Backups are much simpler to execute when compared to creating a DR strategy in terms of planning. Companies need to consider RPOs and data retention requirements when planning a backup strategy, while DR plans are more comprehensive and require extensive data analysis and goal setting.
Disaster recovery vs business continuity plans
Similarly to backups and disaster recovery, disaster recovery and business continuity plans are two completely different terms. For successful business continuity, the company needs to work on and combine a business resumption plan, occupant emergency plan, operation continuity plan, incident management and disaster recovery.
Disaster recovery planning is part of business continuity but is focused on the IT sector. For further clarification, refer to the table below.
|Disaster Recovery||Business Continuity|
|Limits abnormal or inefficient system function||Limits operational downtime|
|Restores data access and IT infrastructure after a disaster||Keeps the business operational during a disaster|
|Creates employee safety measures||Keeps communication methods operating during a crisis|
|Focuses on returning to normal as soon as possible||Focuses on returning to full functionality after a disaster|
*Differences between disaster recovery and business continuity
Types of disaster recovery plans
Disaster recovery plans vary depending on the business but usually incorporate preventative, detective and corrective measures to prepare for an IT disaster. Preventive measures are directed towards avoiding an IT disaster altogether and may include data backup, offsite storage, fire-suppressant systems, climate control and secure management of digital assets.
However, when speaking about types of DR plans, companies should consider that they are environmentally specific.
1. Virtualised disaster recovery plan
Virtualised disaster recovery plans eliminate the need for physical server reconstruction after a disaster by utilising virtual servers. These plans allow for faster, simpler and more efficient recovery and RTO target achievements.
Virtual DR plans replicate the company’s entire IT infrastructure, storage, operating systems, apps, software and data backups on cloud servers. That means businesses are not dependent on hardware functionality and use virtual machines to run and restore processes from any location.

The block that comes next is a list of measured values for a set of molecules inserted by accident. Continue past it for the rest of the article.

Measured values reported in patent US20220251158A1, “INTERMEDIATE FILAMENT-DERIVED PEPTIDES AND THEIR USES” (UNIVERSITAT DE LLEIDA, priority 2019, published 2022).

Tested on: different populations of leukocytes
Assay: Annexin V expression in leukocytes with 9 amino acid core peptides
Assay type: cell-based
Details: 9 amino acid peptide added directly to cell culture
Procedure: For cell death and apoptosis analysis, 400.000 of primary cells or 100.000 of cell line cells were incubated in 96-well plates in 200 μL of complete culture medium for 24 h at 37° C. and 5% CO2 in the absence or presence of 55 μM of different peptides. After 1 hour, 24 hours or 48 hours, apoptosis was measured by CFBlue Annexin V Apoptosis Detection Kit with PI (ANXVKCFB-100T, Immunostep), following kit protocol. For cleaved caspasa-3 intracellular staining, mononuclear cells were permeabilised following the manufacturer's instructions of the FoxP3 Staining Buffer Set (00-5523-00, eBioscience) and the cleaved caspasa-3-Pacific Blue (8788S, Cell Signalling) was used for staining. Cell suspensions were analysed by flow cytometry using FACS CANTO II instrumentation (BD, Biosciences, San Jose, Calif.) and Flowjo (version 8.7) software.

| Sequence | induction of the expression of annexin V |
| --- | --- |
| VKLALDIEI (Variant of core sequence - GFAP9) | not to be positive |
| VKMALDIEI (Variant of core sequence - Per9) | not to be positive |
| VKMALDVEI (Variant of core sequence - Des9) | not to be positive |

2. Network disaster recovery plan
Network disaster recovery planning aims at recovering business operations and functions in case of a network service disruption. The more complex the network is, the more complex the action planning becomes.
This type of DR plan is tailored according to the network, performance and staff and usually incorporates local area network (LAN), wide area network (WAN) and wireless network recovery. For the plan to work, apps, servers, devices, and data must be constantly updated and tested.
3. Cloud disaster recovery plan
Cloud disaster recovery plans require appropriate management to reach their full potential and be cost, space and time-efficient business recovery strategies. These plans can be as extensive as the business needs them to be, meaning you can back up small amounts of data or entire data sets and apps.
Make sure to consult what challenges cloud providers might encounter when backing up or recovering your data and that the plan’s manager knows the location of physical and virtual servers. By using cloud services, businesses save on data centre costs, including investing in modern IT hardware and paying for physical security and maintenance expenses.
4. Data center disaster recovery plan
Data centre disaster recovery plans mainly concern the risk assessment of IT infrastructure and the data centre facility.
A carefully executed plan should address a broad range of disaster scenarios and involve key elements of the entire building, including:
- Power systems, backup power and protection
- Physical security
- Utility providers
- Building location
- Office space
- Fire suppression
- HVAC systems
- Features and tools within the building.
One of the most significant benefits of large remote data centres is that they can house services for multiple companies, meaning a data centre DR plan protects all of them simultaneously.
Disaster recovery as a service (DRaaS)
Businesses can also use a disaster recovery as a service (DRaaS). Typically, the service provider offers a cloud-based solution to make a complete copy of IT infrastructure and protect business processes in case of natural or man-caused disasters.
They handle everything from start to finish, including verifications of backups and security, allowing businesses to focus on other high-priority tasks.
When choosing a DRaaS solution, businesses need to consider the provider’s capabilities if a regional disaster occurs, which involves their location and data centres. It’s also good to check if they use third-party tools or offer their own.
How a disaster recovery plan can be used to safeguard financial data ?
For many businesses, it’s critical to be compliant with financial data requirements. A disaster recovery plan can help them quickly achieve that. The top five financial compliance challenges are employee errors, lost devices, unsecured smartphones, outdated regulations and non-compliant cloud service providers.
A DR plan incorporates all elements of the above-mentioned compliance challenges and ensures a quick operation recovery in case of a disaster.